Magazine article Opera Canada

Grand Tradition: Great Canadian Musical Figures: Ernesto Vinci 1898-1983

Magazine article Opera Canada

Grand Tradition: Great Canadian Musical Figures: Ernesto Vinci 1898-1983

Article excerpt

IN TALKING TO CANADIAN SINGERS ABOUT THEIR studies and technique, a name comes up time and again--that of Ernesto Vinci, a man who left a distinct and indelible impression upon the face of vocal music in Canada.

Vinci was born Ernst Moritz, on April 20, 1898, in Berlin, Germany. His long and fruitful career exploited his numerous talents, embracing the roles of operatic baritone and lieder recitalist, teacher, adjudicator and physician. Having commenced vocal studies at the Hochschule fur Musik in Berlin in the early 1920s, he pursued medical studies at the same time, receiving his MD in Berlin in 1924. It was also during this period that he met and married Ellen, his wife of over 50 years. After qualifying as a doctor, he continued to study voice privately, both with Ernst Grenzebach and the eminent teacher Louis Bachner, author of Dynamic Singing. A physically handsome man of strong build, Vinci's voice developed into a rich and powerful baritone suited to the demands of the operatic repertoire.

When the Nazis came to power, Vinci, being of Jewish heritage, left Germany for Italy, and in 1933 received his MD in Milan. There he both practised medicine and carried on with his vocal studies, and for the next five years sang in recitals, on the radio and in opera, appearing at Teatro alla Scala in leading Verdi baritone roles.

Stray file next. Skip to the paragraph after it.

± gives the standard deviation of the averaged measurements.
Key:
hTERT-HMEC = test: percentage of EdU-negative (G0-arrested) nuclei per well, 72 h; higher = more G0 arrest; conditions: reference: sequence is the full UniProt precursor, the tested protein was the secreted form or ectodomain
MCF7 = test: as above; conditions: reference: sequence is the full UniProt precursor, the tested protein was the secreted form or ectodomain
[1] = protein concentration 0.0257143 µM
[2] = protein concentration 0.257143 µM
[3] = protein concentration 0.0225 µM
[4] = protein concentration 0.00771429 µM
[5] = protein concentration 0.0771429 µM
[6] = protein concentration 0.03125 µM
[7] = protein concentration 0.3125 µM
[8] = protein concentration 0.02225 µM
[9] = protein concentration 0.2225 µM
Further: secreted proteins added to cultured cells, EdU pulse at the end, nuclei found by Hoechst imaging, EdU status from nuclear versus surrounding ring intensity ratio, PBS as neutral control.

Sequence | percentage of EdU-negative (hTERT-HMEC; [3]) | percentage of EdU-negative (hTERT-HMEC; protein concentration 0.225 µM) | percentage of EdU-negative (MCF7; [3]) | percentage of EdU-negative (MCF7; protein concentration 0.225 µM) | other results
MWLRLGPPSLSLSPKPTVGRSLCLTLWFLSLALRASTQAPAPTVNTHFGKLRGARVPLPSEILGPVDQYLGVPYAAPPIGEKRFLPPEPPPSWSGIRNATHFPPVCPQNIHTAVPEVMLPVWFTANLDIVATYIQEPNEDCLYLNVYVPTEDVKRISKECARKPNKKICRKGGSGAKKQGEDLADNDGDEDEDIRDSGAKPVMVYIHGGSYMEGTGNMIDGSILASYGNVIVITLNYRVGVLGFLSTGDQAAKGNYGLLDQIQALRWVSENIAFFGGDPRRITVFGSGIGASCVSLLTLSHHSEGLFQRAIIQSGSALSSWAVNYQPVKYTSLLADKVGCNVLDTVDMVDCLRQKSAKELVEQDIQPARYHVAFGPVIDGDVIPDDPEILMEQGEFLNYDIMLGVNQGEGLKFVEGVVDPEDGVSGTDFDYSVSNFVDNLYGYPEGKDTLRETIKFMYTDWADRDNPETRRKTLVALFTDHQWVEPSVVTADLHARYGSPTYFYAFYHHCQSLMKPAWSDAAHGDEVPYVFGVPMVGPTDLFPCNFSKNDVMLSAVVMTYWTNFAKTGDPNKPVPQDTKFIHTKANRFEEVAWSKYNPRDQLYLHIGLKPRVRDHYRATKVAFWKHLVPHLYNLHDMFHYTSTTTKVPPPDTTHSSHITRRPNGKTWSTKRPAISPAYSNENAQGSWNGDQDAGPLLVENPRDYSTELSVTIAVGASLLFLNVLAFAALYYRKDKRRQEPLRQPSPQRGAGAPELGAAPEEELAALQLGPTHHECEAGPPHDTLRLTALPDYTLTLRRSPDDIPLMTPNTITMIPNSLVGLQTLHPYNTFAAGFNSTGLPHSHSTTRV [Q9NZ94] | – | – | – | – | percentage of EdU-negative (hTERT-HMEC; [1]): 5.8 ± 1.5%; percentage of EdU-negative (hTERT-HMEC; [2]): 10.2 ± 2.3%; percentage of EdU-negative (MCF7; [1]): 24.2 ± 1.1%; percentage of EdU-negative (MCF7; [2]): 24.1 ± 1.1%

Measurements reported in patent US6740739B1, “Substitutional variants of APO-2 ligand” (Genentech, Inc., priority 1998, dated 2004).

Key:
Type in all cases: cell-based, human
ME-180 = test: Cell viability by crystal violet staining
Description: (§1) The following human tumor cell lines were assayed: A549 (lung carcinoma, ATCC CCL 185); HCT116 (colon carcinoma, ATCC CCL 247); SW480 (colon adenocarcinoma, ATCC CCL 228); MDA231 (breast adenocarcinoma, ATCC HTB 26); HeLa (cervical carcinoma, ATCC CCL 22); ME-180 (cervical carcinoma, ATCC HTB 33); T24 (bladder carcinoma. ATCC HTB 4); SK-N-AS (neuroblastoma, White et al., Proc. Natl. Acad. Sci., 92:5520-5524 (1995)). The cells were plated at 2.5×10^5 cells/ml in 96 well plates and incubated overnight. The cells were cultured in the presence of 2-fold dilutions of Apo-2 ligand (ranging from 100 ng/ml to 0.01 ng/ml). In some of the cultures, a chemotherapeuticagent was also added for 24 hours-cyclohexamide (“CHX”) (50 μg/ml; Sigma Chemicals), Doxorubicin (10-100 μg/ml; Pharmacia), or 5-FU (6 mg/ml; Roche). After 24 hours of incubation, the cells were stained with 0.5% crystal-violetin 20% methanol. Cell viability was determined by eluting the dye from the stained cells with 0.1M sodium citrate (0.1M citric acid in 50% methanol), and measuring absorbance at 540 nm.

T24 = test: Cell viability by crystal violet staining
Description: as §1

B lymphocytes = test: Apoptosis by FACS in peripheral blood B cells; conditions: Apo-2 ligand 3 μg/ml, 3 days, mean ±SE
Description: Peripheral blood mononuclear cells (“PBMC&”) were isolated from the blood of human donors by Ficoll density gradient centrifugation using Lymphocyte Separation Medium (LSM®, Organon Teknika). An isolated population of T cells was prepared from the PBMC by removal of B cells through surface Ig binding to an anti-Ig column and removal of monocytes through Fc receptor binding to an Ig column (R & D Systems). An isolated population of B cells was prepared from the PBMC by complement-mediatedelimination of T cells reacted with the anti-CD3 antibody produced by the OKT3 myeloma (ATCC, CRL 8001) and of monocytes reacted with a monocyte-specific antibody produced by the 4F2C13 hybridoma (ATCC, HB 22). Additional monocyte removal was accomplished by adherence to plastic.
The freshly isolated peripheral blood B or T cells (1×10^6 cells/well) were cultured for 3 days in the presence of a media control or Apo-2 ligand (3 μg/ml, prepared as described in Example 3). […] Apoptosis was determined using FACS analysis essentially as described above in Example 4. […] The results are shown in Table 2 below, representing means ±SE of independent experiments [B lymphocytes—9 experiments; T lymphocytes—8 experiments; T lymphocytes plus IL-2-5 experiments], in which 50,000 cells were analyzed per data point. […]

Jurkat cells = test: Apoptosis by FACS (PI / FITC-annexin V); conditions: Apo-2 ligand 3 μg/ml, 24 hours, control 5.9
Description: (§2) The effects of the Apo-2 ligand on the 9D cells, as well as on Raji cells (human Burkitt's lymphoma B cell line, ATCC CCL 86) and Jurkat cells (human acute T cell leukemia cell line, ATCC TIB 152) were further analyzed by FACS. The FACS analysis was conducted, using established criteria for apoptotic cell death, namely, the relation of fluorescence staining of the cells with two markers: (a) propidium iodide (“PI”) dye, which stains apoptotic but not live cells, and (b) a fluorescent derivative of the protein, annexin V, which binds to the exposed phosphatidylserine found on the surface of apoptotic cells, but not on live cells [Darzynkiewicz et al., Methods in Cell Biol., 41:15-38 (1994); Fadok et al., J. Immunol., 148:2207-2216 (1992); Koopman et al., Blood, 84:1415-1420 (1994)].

In 1938, with the mounting tension of war in Europe, Dr. and Mrs. Vinci departed for New York City. It was here that the singing physician won the admiration and friendship of legendary conductor Arturo Toscanini, who subsequently referred him to the distinguished Canadian conductor Wilfrid Pelletier. Pelletier had been an assistant conductor at New York's Metropolitan Opera since 1922, and had been asked to recommend a director for the Maritime Conservatory of Music in Halifax. At Toscanini's urging, Vinci was sent there, and held the post from 1938-45. During this time he also lectured at Dalhousie University and at Pine Hill Divinity Hall, taught singing at the Halifax Ladies' College, appeared in recital and opera, and in 1944 became a naturalized Canadian.

The year 1945 saw Vinci join the Faculty of Music at the University of Toronto, at that time intimately linked with the Royal Conservatory of Music. He rapidly built a reputation as one of the country's leading voice teachers, counting many now-famous Canadian singers among his pupils. …

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